Bad Breeders: How do we know who to trust?

In this article I am going to write about the dangers of buying a puppy from a bad breeder. There are so many puppies available nowadays, especially French Bulldogs, and you have to make sure you do your research thoroughly before buying. How do you know whether the place you are buying from is reputable? How can you spot a “greeder”?

The harsh truth about buying a puppy in today’s world is that a lot of people are only in the breeding game for money, and not for the welfare or improvement of the breed. I am not saying that all breeders are like this as there are many who are brilliant and breed because they love their dogs and care about them deeply. A lot of people buy a puppy without researching properly and this can lead to absolute devastation. I know this from personal experience and this is my main reason for writing this article. I want to save people from the heartache that puppy farms and backyard breeders can cause.

I am going to begin with my story. The reason for this is that it highlights perfectly the dangers of buying from a bad breeder. I will openly admit that I did not do my research before buying a puppy and this has taught me an extremely heartbreaking lesson.

I bought my Frenchie, Bailey, on 8th May 2016. I saw an advert for him online; myself and my partner fell in love. We went to the premises where he was for sale on Sunday afternoon and within half an hour we had paid for him and were taking him home. I asked no questions, did no research and paid £700 for him before taking him home. That night he would not eat or drink, was not running around or playing like a normal puppy and had also started gagging and coughing. This is when I decided to google the place where we had bought him from. The results that came up on my google search made my heart sink. There were hundreds of stories on there about puppies who had died, puppies who were severely ill, and the place was described as a puppy farm. I felt utterly witless and irresponsible.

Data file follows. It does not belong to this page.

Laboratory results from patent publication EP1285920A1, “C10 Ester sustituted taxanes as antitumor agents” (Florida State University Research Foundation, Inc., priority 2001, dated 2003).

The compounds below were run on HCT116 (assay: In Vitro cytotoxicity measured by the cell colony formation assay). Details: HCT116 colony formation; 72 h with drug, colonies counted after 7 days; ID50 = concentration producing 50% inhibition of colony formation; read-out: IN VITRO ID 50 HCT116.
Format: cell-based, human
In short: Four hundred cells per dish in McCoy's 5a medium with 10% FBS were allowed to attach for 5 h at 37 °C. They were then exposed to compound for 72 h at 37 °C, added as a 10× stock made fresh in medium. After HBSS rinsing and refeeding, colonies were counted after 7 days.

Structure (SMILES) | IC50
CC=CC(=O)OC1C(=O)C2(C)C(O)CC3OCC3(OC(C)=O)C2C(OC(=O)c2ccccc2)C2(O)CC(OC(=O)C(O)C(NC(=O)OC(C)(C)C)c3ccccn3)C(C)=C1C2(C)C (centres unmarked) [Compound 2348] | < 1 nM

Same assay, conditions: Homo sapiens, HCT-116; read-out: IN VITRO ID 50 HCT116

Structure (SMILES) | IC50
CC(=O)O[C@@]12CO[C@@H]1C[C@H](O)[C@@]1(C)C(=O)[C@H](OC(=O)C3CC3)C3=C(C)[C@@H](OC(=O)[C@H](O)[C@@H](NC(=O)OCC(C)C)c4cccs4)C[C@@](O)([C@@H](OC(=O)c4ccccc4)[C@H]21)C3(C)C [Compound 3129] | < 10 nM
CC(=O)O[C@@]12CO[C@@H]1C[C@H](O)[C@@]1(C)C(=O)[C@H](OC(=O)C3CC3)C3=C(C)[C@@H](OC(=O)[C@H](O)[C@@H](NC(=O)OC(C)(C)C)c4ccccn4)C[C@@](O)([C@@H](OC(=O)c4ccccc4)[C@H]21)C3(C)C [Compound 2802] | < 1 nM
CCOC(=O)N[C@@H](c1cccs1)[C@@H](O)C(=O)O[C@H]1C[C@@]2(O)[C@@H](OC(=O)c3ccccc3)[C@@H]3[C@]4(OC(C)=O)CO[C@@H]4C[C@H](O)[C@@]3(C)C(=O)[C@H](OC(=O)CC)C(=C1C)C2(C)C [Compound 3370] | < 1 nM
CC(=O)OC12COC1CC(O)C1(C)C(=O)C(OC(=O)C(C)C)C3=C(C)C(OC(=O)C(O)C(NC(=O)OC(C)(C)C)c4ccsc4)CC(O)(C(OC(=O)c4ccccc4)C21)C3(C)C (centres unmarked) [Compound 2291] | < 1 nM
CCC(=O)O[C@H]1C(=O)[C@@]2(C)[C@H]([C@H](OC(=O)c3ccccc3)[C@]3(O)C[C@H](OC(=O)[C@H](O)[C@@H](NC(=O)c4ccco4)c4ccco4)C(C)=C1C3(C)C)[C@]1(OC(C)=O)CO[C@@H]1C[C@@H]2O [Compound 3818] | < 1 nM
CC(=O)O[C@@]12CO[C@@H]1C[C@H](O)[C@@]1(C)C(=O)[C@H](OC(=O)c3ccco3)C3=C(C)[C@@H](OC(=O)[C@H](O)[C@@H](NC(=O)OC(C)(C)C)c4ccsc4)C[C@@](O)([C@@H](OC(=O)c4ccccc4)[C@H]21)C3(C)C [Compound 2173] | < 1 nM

The next morning, I immediately took Bailey to the vets where over the next few weeks he was treated for severe kennel cough that had turned into pneumonia. There were many times over those few weeks where we nearly lost him, and it was the hardest few weeks of my life.

Bailey slowly started to overcome his pneumonia and he started puppy training classes. I was delighted that I seemed to have a happy puppy now and could finally start enjoying him and doing things together. However, my heartache was not to end here! The puppy trainer noticed that Bailey’s gait was not right and suggested we visit the vets immediately. I made an appointment for Bailey and he went in to have some x-rays. The x-rays revealed some deformities in Bailey’s spine but were not clear. He was referred to a specialist vet.

At the specialist’s, Bailey underwent a range of tests. These included an MRI and spinal tap. His eventual diagnosis was “multiple vertebral malformations and facet joint hyperplasia causing compression of the spinal cord”. In simple terms there was nothing they could do, and Bailey would eventually become lame.

Bailey is now on 9 tablets per day but is living a happy life. He is still very mobile and enjoys doing everything a normal dog will do. But I am very aware that one day he will lose the ability to walk. The vets confirm all Baileys conditions are down to the way he was bred. He was bred using parents that weren’t healthy, and this is something that no responsible breeder should ever do. I do not regret getting Bailey as he is perfect to me in every way. I do regret not doing my research and the many tears I shed over those months of Bailey’s illness. My biggest regret is for the life Bailey will now live, I do not know how much longer he will be mobile and this is through no fault of his own. He was bred irresponsibly, and it is now him that will have to pay the price.